resistenzainternazionale

5 anni dopo Lehman. Cosa non abbiamo imparato

In Da altri media on 18/09/2013 at 12:57

A 5 anni dall’inizio della crisi, c’è ancora tanto da fare. La recessione è finita in America ed in una parte d’Europa, ma le condizioni di vita dei lavoratori – e dei disoccupati – sono peggiori di cinque anni fa. In altri paesi, come l’Italia, siamo ancora lontanissimi dal tornare ad un normale adamento economico. Ma più in generale nulla si è fatto per cambiare quel sistema che ha portato alla crisi, dalla concentrazione bancaria, al finanz-capitalismo, all’ineguaglianza. Alcuni spunti di rilessione ci giungono dagli articoli di Joseph Stiglitz e Martin Wolf sul Financial Times.
THERE IS STILL MUCH TO LEARN FROM LEHMAN
di Joseph Stiglitz
da FT

As we mark the fifth anniversary of Lehman Brothers’ demise and the onset of the global financial crisis, we must ask: what have we learnt? How well have we done? To what extent are the persistent weaknesses in the US and Europe a result of the misdeeds of the financial sector before the crisis, the crisis itself, and the way in which the crisis was managed?

The best – and it’s a great deal – that can be said is that we avoided the worst: another Great Depression. Whether this was a result of the forceful action of governments and central bankers is an exercise in counterfactual history – what would have happened without the massive bailouts we’ll never know for sure.

What we do know is a half decade after the crisis, gross domestic product in many European countries is lower than it was before the crisis, a worse performance than in the Great Depression; that some countries – like Spain and Greece – are in depression; that labour force participation in the US is at a 35 year low; that the income and wealth of most Americans is still markedly lower than it was before the Great Recession; that the banking industry is more concentrated, the financial sector less competitive, that new abuses get uncovered almost every day, that not a single senior banking official has been held accountable, and that the financial sector has succeeded in fighting off many of the reforms that would make it more competitive, more transparent, less risky, and less prone to take advantage of ordinary citizens. We know too that the increase in debts and deficits that resulted from the downturns is now constraining actions in both Europe and the US that would enhance growth and employment.

Defenders of the massive bank bailouts suggest that now that most of the money has been repaid, there is nothing to complain about. I disagree. The state lent the banks tens of billions of dollars at close to zero interest rate, which they then lent out at higher interest rates, giving them the money to repay the government. It was an easy-to-see through shell game. Had the government demanded more of the banks, our fiscal position would have been better; had we demanded as a condition for getting our money that the banks lendmore – rather than paying out bonuses – maybe we would have had a more robust recovery. Even Hank Paulson, former US treasury security, was surprised, and offended, at the banks’ behaviour.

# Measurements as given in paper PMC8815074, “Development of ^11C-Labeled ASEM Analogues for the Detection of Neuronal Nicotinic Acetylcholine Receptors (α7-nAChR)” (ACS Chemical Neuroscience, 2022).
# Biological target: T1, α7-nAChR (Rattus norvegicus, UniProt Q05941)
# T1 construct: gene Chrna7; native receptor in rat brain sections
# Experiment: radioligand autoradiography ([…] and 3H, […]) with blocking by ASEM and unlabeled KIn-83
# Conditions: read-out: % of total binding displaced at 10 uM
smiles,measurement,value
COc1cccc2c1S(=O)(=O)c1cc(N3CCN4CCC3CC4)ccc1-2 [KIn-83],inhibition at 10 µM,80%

Though the damage done to the economy by the financial sector totals in the trillions, the financial sector should not be blamed for all the woes of Europe and America today. In part, the bubble that deregulation and low interest rates helped create masked deeper problems; but unfortunately, the crisis has made it difficult to address these.

On both sides of the Atlantic there is a need to restructure the economy, to move away from manufacturing to a service sector economy. With productivity increases in manufacturing exceeding the pace of demand, global employment inevitably decreases; and shifting comparative advantage means Europe and America will receive a smaller share of this declining global employment. Markets do not make such transitions easily – as we saw as we moved from agriculture to manufacturing; there is a need for government – just at a time when government spending is being cut back.

Both Europe and America face growing inequality – worsened by the Great Recession. Just released data from Thomas Piketty and Emmanuel Saez show that 95 per cent of the gains in the US economy from 2009 to 2012 went to the top 1 per cent. Both Europe and America face weak aggregate demand, and this growing inequality is a prime cause.

But the financial crisis has constrained the ability and willingness of governments on both sides of the Atlantic to deal with this growing inequality – an inequality for which we pay a high price, an economic price in growth, an even greater price in an increasingly divided society.

But we should be clear that the euro crisis was not fundamentally caused by the financial crisis. The flaws in the structure of the eurozone would have eventually come to the fore. The crisis simply brought them out sooner than would otherwise have been the case.

Misguided ideas shaped the economic agenda in the years before the crisis. Ideas about limited government led, ironically, to the largest government interventions in the history of mankind. But the same ideology and ideas that prevailed before the crisis have held enormous sway in the years after the crisis: not surprising, since large inequalities of economic power lead to large inequalities in political power. The result is a world which is in some ways safer, in other ways riskier – but a world in which we have postponed doing anything about the fundamental problems we confront.

Annunci
  1. […] la discussione sulla crisi finanziaria, cinque anni dopo il crack di Lehman. Nel precendete post Joseph Stiglitz parlava dei danni dell’austerity e delle scelte sbagliate dei governi. In questo pezzo, […]

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